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October 28, 2020

Knowing the inflation-corruption nexus

Business

October 28, 2020

LAHORE: Corruption, in a way, is directly proportional to inflation as slumping as well as stagnating incomes coupled with rising prices covert more and more public officials to it, while the corrupt also jack the rates of rents to adjust to the higher cost of living, a luxury not available to other workers.

The increase in price must be borne by even the poor that might be asked by an official to serve him free tea per day as the cost of a cup of tea increases. An official allowing a vendor to operate at a specific location for a certain amount will ask the vendor to increase it.

These are petty corruptions that impact the poor. But as you go up the ladder the increase in corruption rate is corresponding to the increase in cost of living.

This is the reason that high inflation or increase in prices acts as a double-edged sword for those that have no other means of increasing their incomes except monthly salary. With the cost of living increasing, they buy less from the fixed monthly salary, and if they must grease the palms of officials for their operations (street vendors) the amount also increases.

There is a concept of minimum wage in most developing economies based on the amount that would be sufficient for a bread earner to afford necessities of life for the family. This is even though in developed societies all adult men and women work. In Pakistan usually the men are the sole bread earners in the family.

The minimum wage is fixed by the state keeping this fact. Still the minimum wage has never been enough that could enable the bread earner’s family to live in some comfort.

The minimum wage is fixed at the time of the announcement of the budget (it was not increased in the current budget). It does not cover the high inflation that may prevail throughout the year.

Moreover, due to rampant corruption even this insufficient minimum wage is not applied to the majority of workers. This forces families to even send their children to work at people’s houses, shops, workshops, and unregistered industries. This deprives the children of education and childhood. However, even though two to three family members work more than eight hours a day the cumulative income is either equivalent to the minimum wage or a little higher.

The number of ’working poor’ in Pakistan is on the rise as the steep increase in prices during the past two years has thrown even those families into poverty that enjoy the luxury of getting minimum wage fixed by the state. The worst hit are the daily wage workers that used to get engaged for 25 days a month in 2017-18 but now feel lucky if they get work for even 10 days a week.

The increase in unemployment rate has also impacted their daily wage as employers have the choice to engage those that ask for less. The minimum wage worker cannot survive in the present scenario and afford the barest food and shelter needs of the family.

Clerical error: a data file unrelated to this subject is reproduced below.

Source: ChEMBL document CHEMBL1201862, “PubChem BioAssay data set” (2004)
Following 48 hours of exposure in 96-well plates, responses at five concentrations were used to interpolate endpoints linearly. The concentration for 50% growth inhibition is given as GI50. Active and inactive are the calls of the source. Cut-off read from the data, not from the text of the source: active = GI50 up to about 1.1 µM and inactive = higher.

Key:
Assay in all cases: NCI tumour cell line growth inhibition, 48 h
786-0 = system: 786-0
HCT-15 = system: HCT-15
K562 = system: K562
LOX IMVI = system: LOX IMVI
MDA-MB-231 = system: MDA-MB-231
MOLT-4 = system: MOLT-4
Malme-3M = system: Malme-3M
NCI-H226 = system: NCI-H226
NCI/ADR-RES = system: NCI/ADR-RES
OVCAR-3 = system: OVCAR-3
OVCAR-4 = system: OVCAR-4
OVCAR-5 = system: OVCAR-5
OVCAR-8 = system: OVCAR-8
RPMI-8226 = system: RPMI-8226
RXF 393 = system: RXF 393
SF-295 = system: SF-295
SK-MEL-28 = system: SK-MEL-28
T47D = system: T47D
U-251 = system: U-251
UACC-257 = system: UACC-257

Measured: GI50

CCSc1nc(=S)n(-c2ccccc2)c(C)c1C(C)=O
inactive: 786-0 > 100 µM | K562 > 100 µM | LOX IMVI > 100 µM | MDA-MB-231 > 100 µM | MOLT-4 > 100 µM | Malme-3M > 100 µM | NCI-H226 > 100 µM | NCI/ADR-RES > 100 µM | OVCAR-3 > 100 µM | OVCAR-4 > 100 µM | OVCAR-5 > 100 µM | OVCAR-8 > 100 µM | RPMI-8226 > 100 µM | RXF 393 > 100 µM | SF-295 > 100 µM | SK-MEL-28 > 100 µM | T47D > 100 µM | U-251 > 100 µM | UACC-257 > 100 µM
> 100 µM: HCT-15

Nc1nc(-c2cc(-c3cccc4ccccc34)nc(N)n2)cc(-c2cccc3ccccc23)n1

Wheat is the staple food of the country. The average price of wheat flour is Rs70/kg. One person needs 10 kg of wheat per month though the intake is much higher for the poor. A family of 6.5 would need 65 kg of wheat per month which at average rate of Rs70/kg would cost Rs4450 per month. Thus, the staple food alone would account for over 25 percent of the minimum wage.

The minimum edible oil rate is Rs245/kg. An average family requires at least three kilograms of edible oil or ghee per month. This would add another Rs735 in the expenses. Even the vegetables have gone out of reach of the poor.

The vegetables that are daily used in making curry are onions, ginger, garlic, and tomato. These vegetables would cost minimum Rs50/day or Rs1500 per month. The rates of pulses range from Rs125-250/kg. If the family reduces its pulse consumption to 250 grams per day, it will need 7.5 kg of pulses in a month. The expenses on pulses would reach to Rs937/month, even if the family consumes the cheapest pulse.

Utilities that include electricity, water and gas/LPG or any other kitchen fuel would cost minimum Rs2,000 for a family of 6.5 persons. The spices, salt, match box, washing and toilet soaps etc would add a minimum of Rs500 in monthly expenses.

Most of the poor do not have assets like a house. They live in rented slums in the most unhygienic areas without proper sanitation but even then the minimum rent is Rs2,000 per month.

Assuming, that a worker walks most of the way and spends only Rs25 on fare on public transport to and from his/her place of work he/she would need Rs625/month for 25 working days a month.

Out of 70 million active workers 30 percent or 21 million are daily wagers. All of them are working poor.